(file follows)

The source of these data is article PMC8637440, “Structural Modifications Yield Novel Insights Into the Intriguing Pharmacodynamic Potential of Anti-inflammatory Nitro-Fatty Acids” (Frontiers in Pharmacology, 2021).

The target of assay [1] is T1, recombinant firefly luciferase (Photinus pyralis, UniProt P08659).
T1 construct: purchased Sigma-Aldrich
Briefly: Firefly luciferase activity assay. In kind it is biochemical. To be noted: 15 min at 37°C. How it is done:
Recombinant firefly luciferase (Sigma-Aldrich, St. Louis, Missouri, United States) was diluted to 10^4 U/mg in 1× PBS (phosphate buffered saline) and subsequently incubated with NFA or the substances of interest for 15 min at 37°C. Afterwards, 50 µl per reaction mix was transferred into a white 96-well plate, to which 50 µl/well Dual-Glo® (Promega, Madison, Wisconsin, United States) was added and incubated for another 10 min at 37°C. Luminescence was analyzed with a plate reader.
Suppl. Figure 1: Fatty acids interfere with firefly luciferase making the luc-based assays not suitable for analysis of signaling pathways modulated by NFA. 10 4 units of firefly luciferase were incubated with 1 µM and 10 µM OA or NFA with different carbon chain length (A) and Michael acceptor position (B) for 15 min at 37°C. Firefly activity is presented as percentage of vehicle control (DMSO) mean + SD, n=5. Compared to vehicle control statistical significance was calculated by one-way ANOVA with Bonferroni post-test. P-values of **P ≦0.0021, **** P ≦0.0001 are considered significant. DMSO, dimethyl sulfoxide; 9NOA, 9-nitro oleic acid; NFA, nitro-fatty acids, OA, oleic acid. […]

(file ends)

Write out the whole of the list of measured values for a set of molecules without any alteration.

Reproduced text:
The source of these data is article PMC8637440, “Structural Modifications Yield Novel Insights Into the Intriguing Pharmacodynamic Potential of Anti-inflammatory Nitro-Fatty Acids” (Frontiers in Pharmacology, 2021).

The target of assay [1] is T1, recombinant firefly luciferase (Photinus pyralis, UniProt P08659).
T1 construct: purchased Sigma-Aldrich
Briefly: Firefly luciferase activity assay. In kind it is biochemical. To be noted: 15 min at 37°C. How it is done:
Recombinant firefly luciferase (Sigma-Aldrich, St. Louis, Missouri, United States) was diluted to 10^4 U/mg in 1× PBS (phosphate buffered saline) and subsequently incubated with NFA or the substances of interest for 15 min at 37°C. Afterwards, 50 µl per reaction mix was transferred into a white 96-well plate, to which 50 µl/well Dual-Glo® (Promega, Madison, Wisconsin, United States) was added and incubated for another 10 min at 37°C. Luminescence was analyzed with a plate reader.
Suppl. Figure 1: Fatty acids interfere with firefly luciferase making the luc-based assays not suitable for analysis of signaling pathways modulated by NFA. 10 4 units of firefly luciferase were incubated with 1 µM and 10 µM OA or NFA with different carbon chain length (A) and Michael acceptor position (B) for 15 min at 37°C. Firefly activity is presented as percentage of vehicle control (DMSO) mean + SD, n=5. Compared to vehicle control statistical significance was calculated by one-way ANOVA with Bonferroni post-test. P-values of **P ≦0.0021, **** P ≦0.0001 are considered significant. DMSO, dimethyl sulfoxide; 9NOA, 9-nitro oleic acid; NFA, nitro-fatty acids, OA, oleic acid. […]